Eric J. Sorin, Young Min Rhee, Bradley J. Nakatani & Vijay S. Pande. Biophysical Journal (2003)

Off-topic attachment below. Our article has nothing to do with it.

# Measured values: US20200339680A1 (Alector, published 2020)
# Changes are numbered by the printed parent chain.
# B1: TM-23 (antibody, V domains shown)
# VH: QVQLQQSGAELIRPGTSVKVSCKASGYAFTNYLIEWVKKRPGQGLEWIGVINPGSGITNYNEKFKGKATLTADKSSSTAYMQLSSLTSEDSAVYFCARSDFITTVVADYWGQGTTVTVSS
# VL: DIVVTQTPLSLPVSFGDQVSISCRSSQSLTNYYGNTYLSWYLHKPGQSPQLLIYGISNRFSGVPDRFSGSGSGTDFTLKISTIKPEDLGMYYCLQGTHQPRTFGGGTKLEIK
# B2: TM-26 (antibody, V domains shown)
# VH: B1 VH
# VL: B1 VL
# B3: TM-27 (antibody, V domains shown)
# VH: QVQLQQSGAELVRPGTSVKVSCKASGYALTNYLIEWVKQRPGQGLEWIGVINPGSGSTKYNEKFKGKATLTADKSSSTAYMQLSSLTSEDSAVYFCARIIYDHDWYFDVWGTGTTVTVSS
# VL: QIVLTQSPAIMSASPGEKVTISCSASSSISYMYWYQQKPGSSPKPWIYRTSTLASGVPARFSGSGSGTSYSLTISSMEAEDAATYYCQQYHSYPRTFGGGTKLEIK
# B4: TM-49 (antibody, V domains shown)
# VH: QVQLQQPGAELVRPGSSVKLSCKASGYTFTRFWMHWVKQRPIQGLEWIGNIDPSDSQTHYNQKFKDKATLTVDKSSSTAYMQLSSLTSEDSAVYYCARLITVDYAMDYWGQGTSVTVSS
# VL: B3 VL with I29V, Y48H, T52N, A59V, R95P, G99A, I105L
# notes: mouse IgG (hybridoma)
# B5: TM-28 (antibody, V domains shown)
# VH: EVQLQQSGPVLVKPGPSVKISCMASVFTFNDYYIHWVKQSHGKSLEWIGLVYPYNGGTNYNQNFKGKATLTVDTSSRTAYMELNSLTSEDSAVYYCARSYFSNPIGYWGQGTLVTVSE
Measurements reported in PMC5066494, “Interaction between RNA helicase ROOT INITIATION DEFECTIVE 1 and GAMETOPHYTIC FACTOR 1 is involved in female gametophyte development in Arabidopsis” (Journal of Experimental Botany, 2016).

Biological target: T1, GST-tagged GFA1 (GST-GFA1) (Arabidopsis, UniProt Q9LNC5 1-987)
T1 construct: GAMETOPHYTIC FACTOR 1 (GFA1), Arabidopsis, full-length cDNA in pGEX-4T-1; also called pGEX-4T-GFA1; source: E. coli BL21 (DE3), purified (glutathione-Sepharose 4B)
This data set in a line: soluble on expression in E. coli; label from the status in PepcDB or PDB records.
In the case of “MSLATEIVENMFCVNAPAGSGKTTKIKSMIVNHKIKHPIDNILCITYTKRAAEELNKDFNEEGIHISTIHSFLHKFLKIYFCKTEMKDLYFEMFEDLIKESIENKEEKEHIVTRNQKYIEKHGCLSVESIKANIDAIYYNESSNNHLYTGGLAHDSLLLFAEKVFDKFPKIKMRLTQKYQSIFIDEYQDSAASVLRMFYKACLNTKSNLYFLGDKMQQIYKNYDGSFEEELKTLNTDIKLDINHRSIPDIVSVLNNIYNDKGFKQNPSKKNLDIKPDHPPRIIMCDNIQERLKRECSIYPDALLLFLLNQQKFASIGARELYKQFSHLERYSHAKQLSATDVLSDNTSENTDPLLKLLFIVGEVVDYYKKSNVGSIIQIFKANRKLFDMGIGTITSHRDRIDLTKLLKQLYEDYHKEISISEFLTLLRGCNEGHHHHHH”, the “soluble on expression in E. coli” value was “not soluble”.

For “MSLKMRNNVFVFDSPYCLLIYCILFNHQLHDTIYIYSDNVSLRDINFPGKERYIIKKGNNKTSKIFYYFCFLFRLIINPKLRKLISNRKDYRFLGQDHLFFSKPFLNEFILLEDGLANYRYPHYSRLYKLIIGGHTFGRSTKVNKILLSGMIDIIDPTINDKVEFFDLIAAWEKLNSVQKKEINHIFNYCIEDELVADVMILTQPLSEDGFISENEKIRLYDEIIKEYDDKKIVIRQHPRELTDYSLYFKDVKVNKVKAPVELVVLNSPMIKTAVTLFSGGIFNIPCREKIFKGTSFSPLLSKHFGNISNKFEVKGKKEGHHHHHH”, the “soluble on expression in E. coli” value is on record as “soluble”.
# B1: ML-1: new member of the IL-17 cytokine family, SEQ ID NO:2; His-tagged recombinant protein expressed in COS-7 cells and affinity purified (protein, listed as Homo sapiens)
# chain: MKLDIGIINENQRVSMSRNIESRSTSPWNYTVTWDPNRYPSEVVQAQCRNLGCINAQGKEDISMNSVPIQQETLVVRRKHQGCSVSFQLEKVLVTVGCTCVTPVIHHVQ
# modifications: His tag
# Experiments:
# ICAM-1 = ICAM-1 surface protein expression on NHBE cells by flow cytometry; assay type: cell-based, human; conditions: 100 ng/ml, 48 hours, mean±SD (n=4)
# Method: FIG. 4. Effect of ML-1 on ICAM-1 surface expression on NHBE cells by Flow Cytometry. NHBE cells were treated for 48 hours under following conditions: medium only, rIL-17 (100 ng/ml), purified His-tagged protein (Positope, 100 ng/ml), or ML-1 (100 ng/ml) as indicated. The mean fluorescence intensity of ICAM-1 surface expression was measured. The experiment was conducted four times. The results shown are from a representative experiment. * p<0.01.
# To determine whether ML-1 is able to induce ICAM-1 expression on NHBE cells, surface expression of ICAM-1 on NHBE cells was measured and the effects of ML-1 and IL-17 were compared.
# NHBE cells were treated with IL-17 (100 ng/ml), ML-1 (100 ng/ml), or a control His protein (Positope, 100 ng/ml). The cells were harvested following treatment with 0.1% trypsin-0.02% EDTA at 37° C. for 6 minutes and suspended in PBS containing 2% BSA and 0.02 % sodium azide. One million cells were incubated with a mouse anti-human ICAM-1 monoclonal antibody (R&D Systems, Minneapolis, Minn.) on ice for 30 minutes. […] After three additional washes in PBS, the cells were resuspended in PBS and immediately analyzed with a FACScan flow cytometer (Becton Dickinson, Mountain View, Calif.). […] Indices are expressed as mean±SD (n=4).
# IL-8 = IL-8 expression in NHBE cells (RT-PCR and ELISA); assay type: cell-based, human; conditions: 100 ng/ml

ABSTRACT: The helical hairpin is one of the most ubiquitous and elementary secondary structural motifs in nucleic acids, capable of serving functional roles and participating in long-range tertiary contacts. Yet the self-assembly of these structures has not been well-characterized at the atomic level. With this in mind, the dynamics of nucleic acid hairpin formation and disruption have been studied using a novel computational tool: large-scale, parallel, atomistic molecular dynamics simulation employing an inhomogeneous distributed computer consisting of more than 40,000 processors. Using multiple methodologies, over 500 ms of atomistic simulation time has been collected for a large ensemble of hairpins (sequence 5′- GGGC[GCAA]GCCU-3′), allowing characterization of rare events not previously observable in simulation. From uncoupled ensemble dynamics simulations in unperturbed folding conditions, we report on 1), competing pathways between the folded and unfolded regions of the conformational space; 2), observed non-native stacking and basepairing traps; and 3), a helix unwinding-rewinding mode that is differentiated from the unfolding and folding dynamics. A heterogeneous transition state ensemble is characterized structurally through calculations of conformer-specific folding probabilities and a multiplexed replica exchange stochastic dynamics algorithm is used to derive an approximate folding landscape. A comparison between the observed folding mechanism and that of a peptide b-hairpin analog suggests that although native topology defines the character of the folding landscape, the statistical weighting of potential folding pathways is determined by the chemical nature of the polymer.